As I look back over my 40 years of ministry in churches, I served I must say I saw very little of this kind of love. If asked if I will see the people who attended these churches in heaven, I must honestly say I only know a few. I have seen people play at being good and then do some of the most unlove acts I have ever known. I think the pandemic has shown how little people care for others in how they responded to masks and vaccines. I believe the church’s involvement in politics has shown the lack of love and the abundance of hate. I believe churches today are not known for their love but for their marketing, entertainment, and fundraising.

I believe Jesus knew how hard this would be. I have no doubt Jesus understood that the road to love is narrow, rocky, steep, and hard. The way of the world is wide, deceptive, and seemingly easy. The road of love abandons judgment while the way of the world is always judging.

There is an exercise we can do to help us stay on track and live up to Jesus’s expectations. And what is this exercise? It is an examination of the actions in our lives as to whether we are loving others or are a stumbling block to others. We need to examine our relationships. How am I at loving others? How am I Jesus to others? How is the Holy Spirit guiding me to love others? After doing this then reflect on those who have not been loving toward. Who have I not listened to? Who have I not shown care? And perhaps the most important reflection of all, “Will I see the people I come into contact with in heaven?” 

Jesus is still with us. The Holy Spirit is constantly trying to lead us to love. We must respond. It is a choice. How will we choose?

A Confession and Hope

I have written about my suicide before but I feel compelled to do so again. I do not remember the gun going off. I do not remember what it felt like as the bullet ripped through my tongue and teeth. I do not remember it destroying my left eye. I do not remember when the bullet, now separating into fragments, entered my brain. In fact, all I can really remember is saying to myself, “There is no hope,” as I put the barrel of the gun under my chin and pulled the trigger. I do remember floating over my dead body as I was being transported to the hospital. I was told that I passed out due to a lack of blood. This caused my heart to fail. I vaguely remember the emergency personnel bringing me back to life only to slip away again. This time, I was taken to a place where I was with others who had died. Strangely, I was not afraid.

I remember there was an accuser, I do not know if it were the demon who had tormented me for two years or whether Satan was there to accuse me. I remember that the evil entity, whoever it was, said, “He killed himself. Church law says that he now belongs to me.” Then another voice spoke up. Was it an angel of was it the Lord, I am not sure, however, the angel, or the Lord, said to the evil presence, “God grace trumps Church law, he belongs to us. His price has been paid.”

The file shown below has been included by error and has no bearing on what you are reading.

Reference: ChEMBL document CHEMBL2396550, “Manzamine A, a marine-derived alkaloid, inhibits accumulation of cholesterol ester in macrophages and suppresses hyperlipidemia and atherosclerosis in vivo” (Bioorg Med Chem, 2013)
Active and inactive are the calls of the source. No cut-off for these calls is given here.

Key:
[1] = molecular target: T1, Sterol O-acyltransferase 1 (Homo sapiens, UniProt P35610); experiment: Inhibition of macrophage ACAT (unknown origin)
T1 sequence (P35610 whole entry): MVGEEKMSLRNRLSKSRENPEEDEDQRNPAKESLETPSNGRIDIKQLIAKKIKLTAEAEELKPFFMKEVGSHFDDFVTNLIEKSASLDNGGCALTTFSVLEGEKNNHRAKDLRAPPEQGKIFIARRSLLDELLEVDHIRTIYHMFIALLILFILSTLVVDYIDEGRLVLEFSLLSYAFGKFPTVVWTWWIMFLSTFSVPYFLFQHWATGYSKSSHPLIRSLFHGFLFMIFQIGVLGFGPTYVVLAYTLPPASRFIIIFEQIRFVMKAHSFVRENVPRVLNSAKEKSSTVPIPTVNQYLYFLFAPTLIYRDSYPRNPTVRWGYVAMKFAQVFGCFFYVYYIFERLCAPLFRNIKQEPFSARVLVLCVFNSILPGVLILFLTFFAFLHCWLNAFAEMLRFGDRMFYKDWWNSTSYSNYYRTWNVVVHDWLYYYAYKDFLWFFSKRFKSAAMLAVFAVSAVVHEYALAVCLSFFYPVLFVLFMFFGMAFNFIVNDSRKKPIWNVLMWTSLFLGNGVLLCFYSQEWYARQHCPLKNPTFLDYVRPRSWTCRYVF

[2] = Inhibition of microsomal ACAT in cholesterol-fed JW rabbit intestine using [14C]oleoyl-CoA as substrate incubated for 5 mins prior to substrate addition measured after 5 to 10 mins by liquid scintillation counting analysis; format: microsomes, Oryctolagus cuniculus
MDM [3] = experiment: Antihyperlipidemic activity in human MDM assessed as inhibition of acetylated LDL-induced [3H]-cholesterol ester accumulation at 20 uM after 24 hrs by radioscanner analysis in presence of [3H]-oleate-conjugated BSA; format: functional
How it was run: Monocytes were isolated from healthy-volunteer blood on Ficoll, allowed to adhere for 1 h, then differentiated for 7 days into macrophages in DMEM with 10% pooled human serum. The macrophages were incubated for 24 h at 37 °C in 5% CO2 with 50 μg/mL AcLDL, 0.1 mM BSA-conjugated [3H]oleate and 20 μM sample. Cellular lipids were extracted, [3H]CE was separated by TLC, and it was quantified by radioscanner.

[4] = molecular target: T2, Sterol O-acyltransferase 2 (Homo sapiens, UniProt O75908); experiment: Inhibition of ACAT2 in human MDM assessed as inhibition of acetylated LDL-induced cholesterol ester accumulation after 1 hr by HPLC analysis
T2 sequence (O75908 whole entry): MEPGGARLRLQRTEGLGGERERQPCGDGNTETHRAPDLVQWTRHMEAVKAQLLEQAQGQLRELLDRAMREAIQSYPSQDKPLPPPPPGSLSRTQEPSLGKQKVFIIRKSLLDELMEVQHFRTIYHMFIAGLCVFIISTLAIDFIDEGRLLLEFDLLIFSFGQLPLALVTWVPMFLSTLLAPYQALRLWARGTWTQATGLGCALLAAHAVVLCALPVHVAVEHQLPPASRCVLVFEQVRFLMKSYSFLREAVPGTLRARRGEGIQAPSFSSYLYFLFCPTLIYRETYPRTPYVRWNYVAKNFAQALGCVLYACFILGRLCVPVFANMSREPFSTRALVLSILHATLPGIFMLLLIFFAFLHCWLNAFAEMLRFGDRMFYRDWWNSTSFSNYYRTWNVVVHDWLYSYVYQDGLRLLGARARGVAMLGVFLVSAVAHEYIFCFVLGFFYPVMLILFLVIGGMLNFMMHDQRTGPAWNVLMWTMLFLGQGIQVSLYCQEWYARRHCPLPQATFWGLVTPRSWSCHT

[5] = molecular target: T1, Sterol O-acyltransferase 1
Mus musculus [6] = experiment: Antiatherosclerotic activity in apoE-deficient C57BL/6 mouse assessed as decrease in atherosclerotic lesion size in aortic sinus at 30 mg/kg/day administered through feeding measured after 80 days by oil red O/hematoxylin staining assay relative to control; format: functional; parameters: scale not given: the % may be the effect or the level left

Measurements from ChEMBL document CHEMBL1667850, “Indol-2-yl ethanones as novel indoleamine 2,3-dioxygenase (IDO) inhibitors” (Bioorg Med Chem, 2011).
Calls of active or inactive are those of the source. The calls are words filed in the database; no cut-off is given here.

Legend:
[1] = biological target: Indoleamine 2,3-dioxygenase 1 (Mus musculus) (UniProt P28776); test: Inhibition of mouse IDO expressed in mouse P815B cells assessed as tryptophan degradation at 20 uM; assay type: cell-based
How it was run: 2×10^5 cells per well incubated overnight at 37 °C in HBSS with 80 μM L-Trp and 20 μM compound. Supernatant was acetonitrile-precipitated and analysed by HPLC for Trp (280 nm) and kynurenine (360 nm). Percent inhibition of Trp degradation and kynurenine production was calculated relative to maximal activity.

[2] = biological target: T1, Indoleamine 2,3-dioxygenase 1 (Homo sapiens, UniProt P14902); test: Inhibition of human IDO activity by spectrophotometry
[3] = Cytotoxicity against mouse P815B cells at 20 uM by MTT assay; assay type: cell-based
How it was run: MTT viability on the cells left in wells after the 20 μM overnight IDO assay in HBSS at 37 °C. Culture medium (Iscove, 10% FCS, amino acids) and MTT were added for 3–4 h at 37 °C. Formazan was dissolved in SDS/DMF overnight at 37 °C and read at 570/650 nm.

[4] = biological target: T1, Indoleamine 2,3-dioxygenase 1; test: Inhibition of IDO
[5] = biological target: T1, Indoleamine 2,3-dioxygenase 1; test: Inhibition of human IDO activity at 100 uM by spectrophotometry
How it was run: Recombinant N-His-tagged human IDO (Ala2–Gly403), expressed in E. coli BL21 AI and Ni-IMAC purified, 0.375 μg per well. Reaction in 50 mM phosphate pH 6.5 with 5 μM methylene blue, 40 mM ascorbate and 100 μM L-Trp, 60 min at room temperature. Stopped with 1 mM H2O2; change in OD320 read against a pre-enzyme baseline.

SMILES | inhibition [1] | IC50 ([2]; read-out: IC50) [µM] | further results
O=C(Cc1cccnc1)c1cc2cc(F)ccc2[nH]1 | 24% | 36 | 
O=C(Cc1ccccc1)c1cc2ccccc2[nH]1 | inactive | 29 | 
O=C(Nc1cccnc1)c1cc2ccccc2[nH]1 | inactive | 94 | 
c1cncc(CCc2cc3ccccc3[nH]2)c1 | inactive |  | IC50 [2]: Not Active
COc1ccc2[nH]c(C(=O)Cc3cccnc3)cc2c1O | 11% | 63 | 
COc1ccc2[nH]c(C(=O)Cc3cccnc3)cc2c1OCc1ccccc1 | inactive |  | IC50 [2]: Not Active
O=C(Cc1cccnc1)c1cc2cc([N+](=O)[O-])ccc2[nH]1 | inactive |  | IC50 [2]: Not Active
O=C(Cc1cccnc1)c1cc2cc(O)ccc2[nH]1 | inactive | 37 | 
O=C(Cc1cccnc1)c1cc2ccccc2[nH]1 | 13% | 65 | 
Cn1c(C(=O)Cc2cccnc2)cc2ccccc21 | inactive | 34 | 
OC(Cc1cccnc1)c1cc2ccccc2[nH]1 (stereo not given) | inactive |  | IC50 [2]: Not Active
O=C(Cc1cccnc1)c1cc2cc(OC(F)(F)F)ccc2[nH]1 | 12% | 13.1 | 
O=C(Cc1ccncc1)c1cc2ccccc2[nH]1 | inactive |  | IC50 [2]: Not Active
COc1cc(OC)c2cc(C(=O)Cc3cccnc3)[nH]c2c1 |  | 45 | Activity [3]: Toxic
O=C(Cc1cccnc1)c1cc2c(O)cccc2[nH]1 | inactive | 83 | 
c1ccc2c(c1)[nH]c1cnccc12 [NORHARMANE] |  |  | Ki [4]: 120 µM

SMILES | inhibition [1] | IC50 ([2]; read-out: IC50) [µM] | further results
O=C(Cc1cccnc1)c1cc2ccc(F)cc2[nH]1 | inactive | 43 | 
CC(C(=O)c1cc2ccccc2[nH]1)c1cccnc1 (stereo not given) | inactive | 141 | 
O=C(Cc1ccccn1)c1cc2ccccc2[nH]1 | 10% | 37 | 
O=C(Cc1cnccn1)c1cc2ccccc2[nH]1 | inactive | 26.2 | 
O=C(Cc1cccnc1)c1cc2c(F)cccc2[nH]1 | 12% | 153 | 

Then the one speaking turned to me and asked, “Do you want to go back?” I knew I had a choice, but I also knew I needed to say yes. I was aware there were others there as well. Some of them were in a state of being beyond horror, terror, pain, and fear. They reflected the hopelessness and true suffering of a regret that will never go away. There were others who seemed to be in a state of bliss that was far greater than happiness, pleasure, joy, and peace. However, once I said yes, I awoke in the intensive care unit. I had been unconscious for eleven days, hooked up to a ventilator, feeding tube, monitors, wires, and tubes. I was alive.

At first, I did not know what had happened. While I was being moved from intensive care to a room I asked the nurse, “What happened to me?” The nurse replied, “You were shot.” I then asked, “Who shot me?” The nurse replied, “Do you know who shot you?” I answered no. The nurse then told me, “I have been told the shot was self-inflicted.” My mind took this bit of information and began racing. “What was the caliber of the gun?” I asked. In my mind, I wonder if it had been an accident. If I had been shot with the 9mm then I could believe it was an accident. If it was the .45 then I knew I had decided to kill myself. The nurse did not know. It took two days to find out that it was the .45. Yes, I had intended to kill myself.

Why, why did I do this? What finally brought me to seek to end my life? I had lost hope. I felt that I was a total failure. I had been pushed out of a church, forced to retire, and had done irreparable damage to my lower back. I was in constant, chronic pain. I had just moved from a small town to a larger city. Covid had struck and I could not get a job. I had turned to self-medicating to try and ease my physical pain. This did not really help. Mentally and emotionally, I was a wreck. I had no friends to support me. My dear wife tried her best to help me, but I resisted her and felt I had been abandoned by God. In my insanity, I believed my only choice was to die. And so, in a drug-induced state in total despair I killed myself. I did not think of what I was going to say to God, or how I was going to try and rationalize what I had done. Selfish, that is what I was selfish.